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Maximizing efficiency: Building a business case for a downtime tracking system

When it comes to manufacturing operations, unscheduled downtime and delays can lead to significant production chain losses.

April 7, 2023 | By Matthew Lindsay

Photo: BulentBARIS / iStock / Getty Images

Photo: BulentBARIS / iStock / Getty Images

Not only does downtime result in lost capacity and production opportunity it also drives increased maintenance cost. A survey found that 81 per cent of organizations believe that digital tools play a significant role in reducing unplanned downtime. Implementing a downtime system is the first step to gaining a better understanding of your operations and figuring out the root cause of lost capacity.

Building the business case for a downtime tracking system
A robust downtime tracking system is critical for improving the productivity of your operation and driving down costs. Any investment is subjected to a project evaluation to ensure the expected benefits outweigh the costs. However, the investment in a downtime tracking solution doesn’t directly result in a return on your investment. Rather, tools like this are an enabler for operations to more efficiently gather and manage their data and ultimately use that data to identify improvements in their business.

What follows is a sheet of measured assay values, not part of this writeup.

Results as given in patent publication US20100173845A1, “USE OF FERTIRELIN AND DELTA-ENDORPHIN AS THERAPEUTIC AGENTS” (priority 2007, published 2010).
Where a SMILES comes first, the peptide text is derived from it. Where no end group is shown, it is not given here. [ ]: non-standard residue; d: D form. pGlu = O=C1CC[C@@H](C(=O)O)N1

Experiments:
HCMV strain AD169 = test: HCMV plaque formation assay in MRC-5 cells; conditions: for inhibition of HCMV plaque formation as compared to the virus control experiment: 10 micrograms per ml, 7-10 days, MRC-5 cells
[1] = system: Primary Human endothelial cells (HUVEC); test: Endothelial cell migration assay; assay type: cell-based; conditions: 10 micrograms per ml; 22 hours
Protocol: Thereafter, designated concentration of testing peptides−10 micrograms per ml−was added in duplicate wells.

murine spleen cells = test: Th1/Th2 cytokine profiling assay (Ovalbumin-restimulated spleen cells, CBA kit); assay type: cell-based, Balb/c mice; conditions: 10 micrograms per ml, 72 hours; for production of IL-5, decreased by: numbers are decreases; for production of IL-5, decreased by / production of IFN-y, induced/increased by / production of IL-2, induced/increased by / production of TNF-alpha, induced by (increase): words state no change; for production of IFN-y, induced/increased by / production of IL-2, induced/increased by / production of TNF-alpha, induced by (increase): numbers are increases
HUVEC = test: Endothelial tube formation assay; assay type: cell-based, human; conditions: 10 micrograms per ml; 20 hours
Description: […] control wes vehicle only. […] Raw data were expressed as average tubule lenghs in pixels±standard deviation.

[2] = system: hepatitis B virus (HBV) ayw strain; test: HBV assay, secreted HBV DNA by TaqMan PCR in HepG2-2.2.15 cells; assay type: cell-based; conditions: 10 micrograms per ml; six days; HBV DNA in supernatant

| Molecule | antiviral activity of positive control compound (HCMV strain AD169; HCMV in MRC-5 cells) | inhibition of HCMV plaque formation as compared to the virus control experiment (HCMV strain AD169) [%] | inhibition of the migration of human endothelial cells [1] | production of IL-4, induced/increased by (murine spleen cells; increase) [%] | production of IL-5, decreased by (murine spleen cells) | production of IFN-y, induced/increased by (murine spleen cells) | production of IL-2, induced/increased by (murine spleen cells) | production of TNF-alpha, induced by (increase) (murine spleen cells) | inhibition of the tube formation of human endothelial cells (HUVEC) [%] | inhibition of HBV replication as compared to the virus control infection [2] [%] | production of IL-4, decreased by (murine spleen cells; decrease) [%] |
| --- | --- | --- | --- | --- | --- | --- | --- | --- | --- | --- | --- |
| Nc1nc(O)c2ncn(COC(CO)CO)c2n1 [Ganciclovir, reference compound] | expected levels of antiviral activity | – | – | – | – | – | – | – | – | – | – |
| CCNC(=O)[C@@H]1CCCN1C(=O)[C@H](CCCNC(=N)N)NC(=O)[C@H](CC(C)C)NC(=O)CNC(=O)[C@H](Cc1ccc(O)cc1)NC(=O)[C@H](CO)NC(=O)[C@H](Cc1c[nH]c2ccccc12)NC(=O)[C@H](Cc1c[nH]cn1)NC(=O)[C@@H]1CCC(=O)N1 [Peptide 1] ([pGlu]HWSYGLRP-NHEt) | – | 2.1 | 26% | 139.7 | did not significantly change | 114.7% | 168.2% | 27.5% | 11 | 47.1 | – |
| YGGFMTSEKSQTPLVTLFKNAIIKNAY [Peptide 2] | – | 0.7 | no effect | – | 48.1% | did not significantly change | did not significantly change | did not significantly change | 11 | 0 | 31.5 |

These three business cases can be used to underpin the development of a project authorization request.

Increase in running time
A typical way to quantify the value of a downtime tracking system is to predict the future increase in production time by implementing improvements uncovered by analyzing the downtime tracking data. Since the value of operating time varies from plant to plant, each business case needs to use the specific operating metrics for that plant.


Imagine a plant whose production rate is 500 tons per hour (tph) and net product value is $45 per ton. An increase from 90 to 91 per cent running time would result in almost $2 million more in annual revenue for that plant. This one per cent operating time improvement is derived from the analysis of downtime data captured by an automated system.

A real-life example is a manufacturer who analyzed the data captured by their downtime system and found that operator breaks were taking on average four minutes longer than budgeted, resulting in an extra eight hours of downtime per month. They were able to implement a break room countdown timer and reduce the average line stoppage due to breaks, which covered the cost of the downtime tracking system in the first four months.

Increase in production rate
Many operations track downtime events, but few also track when production rates fall below budgeted rates. This is due to the complexity of determining deviation in rates and the resulting productivity loss. Automated downtime tracking systems can be configured to trigger “slowdown” events based on actual and expected production rates. These systems then calculate the equivalent downtime so that slowdown events can be compared to downtime events in terms of lost production opportunity.